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Wikipedia seems to suggest that CDDL and GPL are incompatible, yet no one knows for sure why or how.

Why and how are the CDDL and GPL are incompatible?

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Be careful with the claims about the CDDL on the FSF website, they are wrong. Some years ago, Eben Moglen confirmed to me in a private mail that the claims about the CDDL on the FSF website are based on a false assumption on how BSD / GPL compatibility may be avowed. So the BSD text and the CDDL text on the same website both do not apply. I asked Moglen to try to encourage Richard Stallman to change this, but it seems that the attempt from Moglen to do this resulted in discord.

The CDDL is a license that does not try to enforce restrictions that would not stand in court but disallows relicensing of code. The fact that on the other side, the CDDL explicitly limits its scope to the files that contain CDDL'd code, allows us make our first conclusion:

  • Code under the CDDL and code under the GPL cannot be mixed in a single file.

The GPL is a license that limits its scope to the so called "work" limit and forbids relicensing of code. This allows us to make the next conclusion:

  • Code under the CDDL and code under the GPL cannot be mixed in a single work.

Now we have to understand what the CDDL allows, what the GPL allows and which claims from the GPL are void because they are in conflict with the law...

In the EU, we have some consumer protection laws that cause rules for "terms of business" that forbid some rules in contracts that cannot be set up by both parties but are dictated by one of the party. In case of the GPL, this allows licensees of GPL'd code to interpret some of the ambiguous claims in the way that gives most convenience to the licensee.

In the US, consumer protection laws are based on the construct that such unilateral contracts are not called contracts but "Licenses" and such a license may not enforce anything that is not explicitly listed in the US Copyright law.

As a result, both jurisdictions make the claims in GPL section 0 (where the GPL tries to defined what a derivative work is) void claims.

In particular: the claim from the GPL that tries to define that a so-called "collective work" is rather a "derivative work" is void. This is fine, as it permits to create collective works with GPL'd code being used.

Please first read:

These all explain that you may use the GPL in collective works because GPL section 0 is void.

Now that we know that GPL section 0 is void and we know that CDDL and GPL cannot appear simultaneously in a single work, are there other possible methods to combine CDDL and GPL?

Yes, this works because the work GNU tar cannot be used alone. It needs at least libc that is a different independent work. The GPL permits a work under GPL to be combined with other works that are under a different license if the other work is either typically part of the target platform distribution or if this other work is freely redistributable. Note that this is a statement that has been confirmed by many lawyers and the FSF that explicitly claims "You are allowed to use GNU tar together with a CDDL'd libc".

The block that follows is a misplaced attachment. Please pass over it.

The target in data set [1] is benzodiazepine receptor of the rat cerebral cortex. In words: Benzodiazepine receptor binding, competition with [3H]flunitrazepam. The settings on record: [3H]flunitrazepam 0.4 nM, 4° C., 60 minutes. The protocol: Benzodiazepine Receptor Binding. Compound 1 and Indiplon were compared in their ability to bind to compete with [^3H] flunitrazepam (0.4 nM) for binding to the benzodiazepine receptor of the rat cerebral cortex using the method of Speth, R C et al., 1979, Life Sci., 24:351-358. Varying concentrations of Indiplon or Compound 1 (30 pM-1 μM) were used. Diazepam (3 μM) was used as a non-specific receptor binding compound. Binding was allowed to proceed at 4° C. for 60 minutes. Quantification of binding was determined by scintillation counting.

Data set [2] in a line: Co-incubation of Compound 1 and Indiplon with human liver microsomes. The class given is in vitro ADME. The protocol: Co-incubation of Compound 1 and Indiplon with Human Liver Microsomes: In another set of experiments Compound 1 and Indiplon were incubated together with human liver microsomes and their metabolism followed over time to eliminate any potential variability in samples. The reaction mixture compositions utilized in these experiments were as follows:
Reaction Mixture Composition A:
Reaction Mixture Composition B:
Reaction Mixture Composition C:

We now can make the next conclusion:

  • CDDL and GPL can appear together in a collective work if the related single works that are part of the collective work are independent from each other.

  • A typical method to combine CDDL and GPL is to let a GPL'd program use CDDLd libraries.

While all lawyers agree to permit a GPL'd program to use a CDDL'd library, there is a statement from Lawrence Rosen who claims that he believes that even a GPL'd library may be used by a non-GPL'd program (check his book, it is free).

  • 1
    I see the argument for the EU, but I don't totally understand how the GPL's inability to "enforce anything that is not explicitly listed is the US Copyright law" renders section 0 void in the US. (I assume that phrase should read "in" instead of "is" -- if not, that may also be part of my misunderstanding.) Could you elaborate a little more on that? Section 0 (of the GPLv2, I assume) appears to defer to the determination of the copyright law about what counts as a derivative work: a "work based on the Program" means either the Program or any derivative work under copyright law. – apsillers Nov 18 '15 at 17:54
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    For consumers protection, a claim in a license is void in the USA if it tries to set up something that is not listed in the US Copyright law in this part: copyright.gov/title17/92chap1.html#106 This list does not include the permission to set up a new definition of what a derivative work is. The GPL however tries to claim that any modification or use creates a derivative work. This is void and the definition from the law applies instead. This causes most use cases to become a collective work instead and in a collective work, the license of each part remains as is. – schily Nov 18 '15 at 18:03
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    I see, that makes sense to me; a license cannot extend its authority beyond the copyright rights being licensed. Which passage(s) of the GPL set up a new definition of what a derivative work is? The only reference to derivative works I can see in Section 0 is the definition of "work based on the Program" defers directly to the definition of a derivative work under copyright law. Is the problem in Section 2, which uses the phrase "collective work"? – apsillers Nov 18 '15 at 18:13
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    The most important chapter from Rosen's book for this answer is chapter 6, which argues that the GPL can apply copyleft to derivative works based on a GPL'd work, but not to collective works that include a GPL'd work. Note also that Rosen admits this is his professional opinion (and it is very well argued!) but it has not been tested in court: "So you can take with a grain of salt my belief that [...] the GPL [...] will ultimately be read by the courts to mean that derivative works are subject to the GPL’s reciprocity provision, but collective works are not." (ch 6, p18 of PDF) – apsillers Mar 21 '16 at 15:48